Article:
JAKARTA (THE JAKARTA POST/ASIA NEWS NETWORK) - A 30-year-old mother in North Sumatra has killed her three young children apparently because she could not bear the economic burden of caring for them.
The woman and her husband live with their parents, their three toddler sons and another older child in Banua Sibohou, Namohalu Esiwa district, North Nias regency, Indonesia.
Nias Police spokesman, First Adjutant-Inspector Yansen Hulu, said the incident occurred on Wednesday (Dec 9) when the victims' older sibling, father and grandparents went to vote in the North Nias election for regent and deputy regent.
The woman and the three children stayed home.
After returning from the polling station at about 1.30pm, the victims' grandparents and sibling, who came home before their father, found the three children dead with their throats slit, said Mr Yansen.
The victims were five, four and two years old.
"The mother killed the three victims at once, after which the perpetrator lay down beside the victims holding a machete," Mr Yansen told reporters on Thursday.
After discovering the dead children, he said, the victims' older sibling called his father, who rushed home.
The police have arrested the mother and have seized the machete allegedly used to commit the murder. The bodies of the three victims were taken to the Gunungsitoli Regional Hospital for autopsy.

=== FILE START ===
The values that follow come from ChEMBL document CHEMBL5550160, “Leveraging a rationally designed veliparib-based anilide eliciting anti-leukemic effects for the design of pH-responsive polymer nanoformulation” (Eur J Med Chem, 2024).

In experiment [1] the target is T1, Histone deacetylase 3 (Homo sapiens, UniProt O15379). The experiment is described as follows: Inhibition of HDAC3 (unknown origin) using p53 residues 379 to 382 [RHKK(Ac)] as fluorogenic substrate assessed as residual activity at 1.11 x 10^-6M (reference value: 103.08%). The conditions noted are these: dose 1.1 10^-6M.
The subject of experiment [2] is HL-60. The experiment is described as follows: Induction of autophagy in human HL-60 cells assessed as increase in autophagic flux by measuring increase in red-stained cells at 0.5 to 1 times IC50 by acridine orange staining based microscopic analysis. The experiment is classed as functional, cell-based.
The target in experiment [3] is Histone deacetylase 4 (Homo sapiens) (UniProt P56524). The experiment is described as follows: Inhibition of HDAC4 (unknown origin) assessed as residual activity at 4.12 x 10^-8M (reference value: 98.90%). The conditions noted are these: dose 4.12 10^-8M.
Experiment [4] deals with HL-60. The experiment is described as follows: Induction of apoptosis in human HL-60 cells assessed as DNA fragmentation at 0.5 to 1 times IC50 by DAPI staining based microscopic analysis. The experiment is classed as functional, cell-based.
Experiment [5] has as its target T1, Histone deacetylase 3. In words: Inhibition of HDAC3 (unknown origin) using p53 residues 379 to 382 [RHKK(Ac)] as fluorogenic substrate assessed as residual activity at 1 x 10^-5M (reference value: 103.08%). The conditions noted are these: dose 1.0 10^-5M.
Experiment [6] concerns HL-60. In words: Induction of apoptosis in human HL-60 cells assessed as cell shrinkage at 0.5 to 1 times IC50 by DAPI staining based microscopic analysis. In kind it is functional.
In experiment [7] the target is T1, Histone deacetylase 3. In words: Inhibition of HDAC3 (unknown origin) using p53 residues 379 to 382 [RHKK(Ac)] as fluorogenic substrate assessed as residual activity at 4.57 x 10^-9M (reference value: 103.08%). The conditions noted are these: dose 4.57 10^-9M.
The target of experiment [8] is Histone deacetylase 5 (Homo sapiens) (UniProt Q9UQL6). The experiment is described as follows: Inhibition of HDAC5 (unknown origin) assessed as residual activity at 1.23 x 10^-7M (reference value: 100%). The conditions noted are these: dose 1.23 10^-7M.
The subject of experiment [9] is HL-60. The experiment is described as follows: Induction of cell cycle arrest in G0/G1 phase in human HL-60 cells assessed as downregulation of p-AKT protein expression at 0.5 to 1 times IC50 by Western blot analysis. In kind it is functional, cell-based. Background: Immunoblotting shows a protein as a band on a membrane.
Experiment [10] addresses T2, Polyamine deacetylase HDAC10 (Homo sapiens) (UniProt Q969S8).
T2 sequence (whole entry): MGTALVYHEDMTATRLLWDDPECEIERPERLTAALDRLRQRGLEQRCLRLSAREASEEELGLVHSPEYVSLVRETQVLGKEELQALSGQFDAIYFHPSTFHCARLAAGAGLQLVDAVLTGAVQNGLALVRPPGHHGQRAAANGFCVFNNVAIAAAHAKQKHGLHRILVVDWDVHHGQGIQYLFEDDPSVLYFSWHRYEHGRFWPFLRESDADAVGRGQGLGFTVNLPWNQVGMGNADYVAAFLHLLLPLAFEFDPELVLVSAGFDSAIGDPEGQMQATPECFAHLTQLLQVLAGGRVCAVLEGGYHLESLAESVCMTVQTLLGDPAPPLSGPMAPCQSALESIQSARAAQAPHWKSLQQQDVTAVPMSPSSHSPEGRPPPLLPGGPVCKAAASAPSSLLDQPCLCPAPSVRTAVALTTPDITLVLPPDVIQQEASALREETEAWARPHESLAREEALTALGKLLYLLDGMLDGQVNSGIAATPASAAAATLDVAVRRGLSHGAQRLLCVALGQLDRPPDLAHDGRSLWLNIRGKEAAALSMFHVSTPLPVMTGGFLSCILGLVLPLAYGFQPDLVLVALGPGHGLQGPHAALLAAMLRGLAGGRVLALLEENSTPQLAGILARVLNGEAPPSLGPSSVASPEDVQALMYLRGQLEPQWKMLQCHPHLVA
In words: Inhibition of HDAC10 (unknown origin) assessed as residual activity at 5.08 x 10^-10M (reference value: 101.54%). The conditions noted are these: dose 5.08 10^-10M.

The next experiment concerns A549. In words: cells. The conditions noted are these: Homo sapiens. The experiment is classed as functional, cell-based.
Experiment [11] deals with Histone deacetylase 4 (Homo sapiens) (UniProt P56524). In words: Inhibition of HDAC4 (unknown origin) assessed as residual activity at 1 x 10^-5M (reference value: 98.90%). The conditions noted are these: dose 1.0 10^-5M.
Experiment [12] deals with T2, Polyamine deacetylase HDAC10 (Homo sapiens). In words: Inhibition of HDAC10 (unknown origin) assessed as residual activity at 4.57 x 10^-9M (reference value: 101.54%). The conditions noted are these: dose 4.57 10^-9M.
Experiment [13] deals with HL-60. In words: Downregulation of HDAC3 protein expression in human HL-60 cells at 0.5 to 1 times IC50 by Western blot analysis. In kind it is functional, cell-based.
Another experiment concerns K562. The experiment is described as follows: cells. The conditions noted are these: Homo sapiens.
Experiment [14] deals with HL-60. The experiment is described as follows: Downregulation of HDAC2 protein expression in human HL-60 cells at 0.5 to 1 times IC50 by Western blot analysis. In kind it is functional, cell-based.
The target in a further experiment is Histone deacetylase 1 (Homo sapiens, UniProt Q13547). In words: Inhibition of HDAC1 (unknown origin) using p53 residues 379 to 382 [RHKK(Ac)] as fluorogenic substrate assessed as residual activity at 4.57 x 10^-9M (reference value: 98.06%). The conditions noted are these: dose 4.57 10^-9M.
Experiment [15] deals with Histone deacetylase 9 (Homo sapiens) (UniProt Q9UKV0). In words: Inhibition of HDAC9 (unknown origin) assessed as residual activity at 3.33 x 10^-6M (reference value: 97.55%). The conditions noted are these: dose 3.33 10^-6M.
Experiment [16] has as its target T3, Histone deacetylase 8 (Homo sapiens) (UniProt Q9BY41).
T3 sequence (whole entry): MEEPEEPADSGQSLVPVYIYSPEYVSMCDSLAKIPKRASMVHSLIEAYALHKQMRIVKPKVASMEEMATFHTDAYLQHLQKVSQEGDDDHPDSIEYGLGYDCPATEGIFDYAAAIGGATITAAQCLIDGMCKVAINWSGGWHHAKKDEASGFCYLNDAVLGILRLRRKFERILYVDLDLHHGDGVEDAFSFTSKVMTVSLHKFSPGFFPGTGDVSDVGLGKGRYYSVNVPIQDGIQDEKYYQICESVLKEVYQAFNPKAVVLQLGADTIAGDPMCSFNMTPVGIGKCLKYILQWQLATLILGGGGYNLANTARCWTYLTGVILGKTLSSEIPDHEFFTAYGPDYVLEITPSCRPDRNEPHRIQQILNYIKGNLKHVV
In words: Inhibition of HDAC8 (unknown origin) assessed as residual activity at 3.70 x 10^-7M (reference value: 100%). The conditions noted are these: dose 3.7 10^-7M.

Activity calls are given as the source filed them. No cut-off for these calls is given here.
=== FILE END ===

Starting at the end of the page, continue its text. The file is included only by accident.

"The initial investigation suggests that the perpetrator killed her children because of economic pressures," Mr Yansen said.
Ms Irna Minauli, a psychologist from Medan Area University, said the police should immediately carry out a psychological examination of the alleged perpetrator. She suspected that the woman was experiencing post-partum depression.
"Often, people with post-partum depression will develop schizophrenia and they will experience hallucinations and delusions. They will start hearing whispers telling them to end the lives of themselves or (others)," she said.
A July survey by the Indonesian Child Protection Commission (KPAI) found an increase in violence against children at home as a result of the heavy burden of childcare and housework falling on women during the Covid-19 health crisis.
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